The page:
Etching Silicon Dioxide
SiO2 can be wet etched in a home chip lab environment easily with ~2% HF from Whink Rust Stain remover, which can be purchased on amazon. It can take 15+ minutes at times to etch all the way through a field oxide at room temperature, but can be greatly sped up if you heat the etch solution. Also note that the etch solutions have a very short life time due to the low HF content, you will usually see small bubbles in an active HF etch solution during the first few etch cycles and will not be present after that. Then you will notice that the etch rate greatly decreases and then stops, at which point you will need to get more Whink. It should also go without saying that extreme care should be exercised while working with HF, including all PPE, thick gloves, mask, gown, etc. You should also have HF skin treatment cream nearby, such as Calgonate .
From Sam's "Semiconductor Fabrication Basics Background Theory" video: "Last topic is etching, so I mentioned earlier that you can etch SiO2 layers and stuff with HF acid, but this actually leads to something called isotropic etching, the HF solution will etch sideways in unwanted direction as fast as it etches down in the wanted direction, so ideally you want anisotropic etching, but thats not the case with these liquid etching sources. So this is why ion beam etching and milling and plasma etching has come into play, so you can actually get anisotropic etching. This is not a problem where you are making large devices, but as soon as you try to get things smaller and smaller you have to be very careful of your critical dimensions, and you have to allow for this tolerancing, another thing is every time you put your wafer in the furnace, your dopants will laterally diffuse as well, so you have to take into account unwanted lateral diffusion, and isotropic etching when you're designing a device. And you may think "Oh! I can make a .1 micron device!", well... make sure you take this into consideration, because theres a lot of wasted space in chips, especially older chips before plasma etching and stuff was very common, there was a lot of space that was wasted because of isotropic etching and such. A way around that to get a more anisotropic etch, is something like a reactive ion etching machine, so it consists of a vacuum chamber and mass flow controller where we can put a precise amount of reactive gas inside of it. and then we have this platform down here, which is sometimes spinning -not very fast I think- and thats grounded, and then we have an electrode in the top which ionizes the reactive gas into a plasma, and thats high energy RF, normally at 13.56MHz -the specific reason for using that is just because it's ISM band, and the harmonics don't screw with other electronics and stuff- and that RF excites and ignites the plasma, and it allows you to do a very controlled etch that's more anisotropic. This is a reactive ion etching machine, even more anisotropic than this would be an ion milling machine, is even more directional and better."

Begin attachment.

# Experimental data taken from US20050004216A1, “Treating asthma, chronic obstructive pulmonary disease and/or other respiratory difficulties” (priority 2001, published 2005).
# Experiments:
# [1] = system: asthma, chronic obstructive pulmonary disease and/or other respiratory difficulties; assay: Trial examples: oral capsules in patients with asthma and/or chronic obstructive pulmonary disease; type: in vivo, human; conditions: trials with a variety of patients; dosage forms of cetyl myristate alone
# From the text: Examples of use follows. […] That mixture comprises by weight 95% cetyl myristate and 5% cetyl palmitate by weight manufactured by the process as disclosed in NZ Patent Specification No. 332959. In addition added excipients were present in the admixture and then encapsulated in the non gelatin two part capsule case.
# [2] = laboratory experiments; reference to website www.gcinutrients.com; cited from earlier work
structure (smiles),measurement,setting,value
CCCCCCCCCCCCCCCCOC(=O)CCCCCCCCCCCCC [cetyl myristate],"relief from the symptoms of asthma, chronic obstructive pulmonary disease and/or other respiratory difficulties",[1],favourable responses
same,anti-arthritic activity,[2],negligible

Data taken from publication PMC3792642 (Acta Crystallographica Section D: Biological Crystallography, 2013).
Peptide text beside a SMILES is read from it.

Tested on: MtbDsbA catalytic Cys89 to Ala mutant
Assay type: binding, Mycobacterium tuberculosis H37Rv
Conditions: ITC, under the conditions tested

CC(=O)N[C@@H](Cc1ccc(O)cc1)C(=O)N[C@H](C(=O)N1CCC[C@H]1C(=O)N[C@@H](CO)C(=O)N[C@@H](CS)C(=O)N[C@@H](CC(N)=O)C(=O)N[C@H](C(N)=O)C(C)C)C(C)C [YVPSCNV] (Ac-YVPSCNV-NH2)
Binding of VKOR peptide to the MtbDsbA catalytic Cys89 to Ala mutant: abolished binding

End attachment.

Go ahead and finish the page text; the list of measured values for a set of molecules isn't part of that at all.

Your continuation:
Etching Silicon Nitride
Silicon Nitride can be etched with hot concentrated Phosphoric Acid. Read more about this here .
Etching Bulk Silicon (MEMS, etc)
KOH and TMAH can be used to etch silicon surfaces with reasonable rates. Read more about this here .
Commonly, exposed and developed photoresists are used as etch masks to pattern wafers but for a home chip lab, electrical tape or adhesive vinyl sign material can be used as a quick mask to make diodes and transistors. The vinyl sheets can be cut by hand with a knife to make individual transistors or on a laser for more complicated or smaller designs.